The average cost of a data breach for a health care organization is more than $10 million, according to IBM’s annual Cost of Data Breach Report, which looked at the period from March 2021 to March 2022. That’s up 9.4 percent from the same timeframe a year earlier. Health care has had the highest breach-related damages for 12 consecutive years.
Last month, Ruth reported that chief information officers of health systems want help fighting off the hackers. Insurers won’t cover damages in some cases, and health systems complain they haven’t had enough support from government or law enforcement.
Across industries, a glaring 60 percent of organizations said they had to raise prices to cover the expense of a breach, and the regulatory compliance and legal costs can extend over years for those in health care.
According to the HHS Office of Civil Rights’ database, health care organizations have reported nearly twice as many breaches from January to mid-July as during the same period in 2021. And more than four in five organizations — not just those in health care — told IBM they’d experienced more than one successful attack.
High-tech defenses are helping. The IBM report says that organizations with security platforms that use artificial intelligence saw 55 percent lower breach costs than those without. Those with an active incident response team also spent less on the follow-up to a breach.
To June report from the Government Accountability Office, Congress’ watchdog arm, found that insurance companies are raising premiums for cybersecurity incidents and reducing how much they cover. Given the rising costs of cyberattacks and the decline in insurance coverage, the GAO suggests that the Treasury’s Federal Insurance Office and the Department of Homeland Security’s Cybersecurity and Infrastructure Security Agency assess whether a government insurance option is needed. Per the report, both agencies say they lack the data needed to make that assessment.
President Joe Biden signed legislation in March as part of the fiscal 2022 appropriations bill that may provide CISA with some data. The bill, by Gary Peters (D-Mich.), chair of the Senate Homeland Security and Governmental Affairs Committee, sets a schedule for reporting cyberattacks and ransomware payments.
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TELEHEALTH VOTE TEED UP — The House is set to vote this week on a bill by Wyoming Republican Liz Cheney that would extend through the end of 2024 the telehealth flexibilities the Trump administration granted at the pandemic’s outset.
The legislation would require Medicare to continue reimbursing doctors for telehealth services from patients’ homes. Federally qualified health centers and rural health clinics would continue to enjoy their new freedom.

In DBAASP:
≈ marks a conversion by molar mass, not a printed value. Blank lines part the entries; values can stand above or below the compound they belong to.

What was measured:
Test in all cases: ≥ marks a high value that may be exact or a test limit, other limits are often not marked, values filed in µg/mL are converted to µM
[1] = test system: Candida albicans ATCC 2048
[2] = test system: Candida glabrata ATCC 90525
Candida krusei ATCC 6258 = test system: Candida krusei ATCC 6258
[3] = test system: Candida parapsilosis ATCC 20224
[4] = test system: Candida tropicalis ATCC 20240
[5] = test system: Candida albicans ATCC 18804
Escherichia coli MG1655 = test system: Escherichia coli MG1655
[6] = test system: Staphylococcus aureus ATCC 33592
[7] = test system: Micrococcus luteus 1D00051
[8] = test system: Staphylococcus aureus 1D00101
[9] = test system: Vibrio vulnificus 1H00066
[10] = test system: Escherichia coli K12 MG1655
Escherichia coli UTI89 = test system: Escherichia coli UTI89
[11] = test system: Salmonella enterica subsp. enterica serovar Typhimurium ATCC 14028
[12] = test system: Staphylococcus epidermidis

Many of the flexibilities are set to terminate five months after the end of the Covid-19 public health emergency, which is slated to expire in October unless HHS Secretary Xavier Becerra extends it for an 11th time.
What’s next: House Majority Leader Steny Hoyer has slated the Advancing Telehealth Beyond COVID–19 Act for a vote that could come as soon as today. It’s expected to pass, but the timeline for Senate consideration is unclear.
Frustrated process: Some Republicans are irked because they say the vote short-circuits bipartisan negotiations to give a win to Cheney, who has become a Democratic ally for her work on the committee investigating the invasion of the Capitol by supporters of former President Donald Trump.
Republicans are likely to vote for it anyway, though they complain that the legislation doesn’t allow insurers to cover telehealth bills for people on high-deductible health plans before they hit their deductibles.
CHIPS BILL’S A WIN FOR MEDICAL DEVICES — On Tuesday, the Senate advanced legislation backed by medical device makers that would give more than $50 billion in subsidies to the domestic semiconductor industry.
Medical device makers buy only 1 percent of the world’s semiconductor chips, but that means they’ve had little leverage to bargain amid a pandemic-driven supply shortage. The chips are needed for devices, such as defibrillators and mammography systems.
AdvaMed, the medical device industry trade group, has lobbied for the legislation, which aims to decrease dependence on foreign manufacturers.
The legislation passed a procedural vote in the Senate Tuesday.
AdvaMed CEO Scott Whitaker told Future Pulse in a statement that the legislation will help shield the industry from future supply shocks by helping to maintain a US manufacturing base.